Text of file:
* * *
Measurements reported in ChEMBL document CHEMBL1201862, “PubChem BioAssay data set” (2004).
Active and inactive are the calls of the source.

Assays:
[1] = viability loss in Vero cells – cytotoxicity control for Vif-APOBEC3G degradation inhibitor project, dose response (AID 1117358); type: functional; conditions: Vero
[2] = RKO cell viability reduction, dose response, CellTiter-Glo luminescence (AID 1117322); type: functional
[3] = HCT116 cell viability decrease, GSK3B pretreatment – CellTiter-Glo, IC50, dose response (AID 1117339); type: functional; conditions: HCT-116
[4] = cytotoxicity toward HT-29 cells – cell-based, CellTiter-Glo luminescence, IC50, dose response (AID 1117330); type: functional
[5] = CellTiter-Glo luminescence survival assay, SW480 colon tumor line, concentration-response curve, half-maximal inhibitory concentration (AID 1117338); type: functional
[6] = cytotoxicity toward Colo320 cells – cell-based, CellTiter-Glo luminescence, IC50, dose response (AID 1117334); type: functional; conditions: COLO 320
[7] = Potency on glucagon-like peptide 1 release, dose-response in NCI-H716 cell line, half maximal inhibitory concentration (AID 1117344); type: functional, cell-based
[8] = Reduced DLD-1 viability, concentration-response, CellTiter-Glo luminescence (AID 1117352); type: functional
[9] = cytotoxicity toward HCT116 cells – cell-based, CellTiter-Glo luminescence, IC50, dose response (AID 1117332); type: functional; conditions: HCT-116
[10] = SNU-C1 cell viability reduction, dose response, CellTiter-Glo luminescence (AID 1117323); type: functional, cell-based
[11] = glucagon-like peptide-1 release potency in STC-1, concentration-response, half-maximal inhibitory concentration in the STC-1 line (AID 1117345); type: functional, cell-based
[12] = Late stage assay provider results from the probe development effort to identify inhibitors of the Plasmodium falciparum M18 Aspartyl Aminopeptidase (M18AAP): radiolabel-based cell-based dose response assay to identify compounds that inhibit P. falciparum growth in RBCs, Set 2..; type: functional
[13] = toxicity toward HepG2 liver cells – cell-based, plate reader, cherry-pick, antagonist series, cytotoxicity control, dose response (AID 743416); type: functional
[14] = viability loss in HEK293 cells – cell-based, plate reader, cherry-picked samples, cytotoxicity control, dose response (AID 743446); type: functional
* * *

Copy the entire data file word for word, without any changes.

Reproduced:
Measurements reported in ChEMBL document CHEMBL1201862, “PubChem BioAssay data set” (2004).
Active and inactive are the calls of the source.

Assays:
[1] = viability loss in Vero cells – cytotoxicity control for Vif-APOBEC3G degradation inhibitor project, dose response (AID 1117358); type: functional; conditions: Vero
[2] = RKO cell viability reduction, dose response, CellTiter-Glo luminescence (AID 1117322); type: functional
[3] = HCT116 cell viability decrease, GSK3B pretreatment – CellTiter-Glo, IC50, dose response (AID 1117339); type: functional; conditions: HCT-116
[4] = cytotoxicity toward HT-29 cells – cell-based, CellTiter-Glo luminescence, IC50, dose response (AID 1117330); type: functional
[5] = CellTiter-Glo luminescence survival assay, SW480 colon tumor line, concentration-response curve, half-maximal inhibitory concentration (AID 1117338); type: functional
[6] = cytotoxicity toward Colo320 cells – cell-based, CellTiter-Glo luminescence, IC50, dose response (AID 1117334); type: functional; conditions: COLO 320
[7] = Potency on glucagon-like peptide 1 release, dose-response in NCI-H716 cell line, half maximal inhibitory concentration (AID 1117344); type: functional, cell-based
[8] = Reduced DLD-1 viability, concentration-response, CellTiter-Glo luminescence (AID 1117352); type: functional
[9] = cytotoxicity toward HCT116 cells – cell-based, CellTiter-Glo luminescence, IC50, dose response (AID 1117332); type: functional; conditions: HCT-116
[10] = SNU-C1 cell viability reduction, dose response, CellTiter-Glo luminescence (AID 1117323); type: functional, cell-based
[11] = glucagon-like peptide-1 release potency in STC-1, concentration-response, half-maximal inhibitory concentration in the STC-1 line (AID 1117345); type: functional, cell-based
[12] = Late stage assay provider results from the probe development effort to identify inhibitors of the Plasmodium falciparum M18 Aspartyl Aminopeptidase (M18AAP): radiolabel-based cell-based dose response assay to identify compounds that inhibit P. falciparum growth in RBCs, Set 2..; type: functional
[13] = toxicity toward HepG2 liver cells – cell-based, plate reader, cherry-pick, antagonist series, cytotoxicity control, dose response (AID 743416); type: functional
[14] = viability loss in HEK293 cells – cell-based, plate reader, cherry-picked samples, cytotoxicity control, dose response (AID 743446); type: functional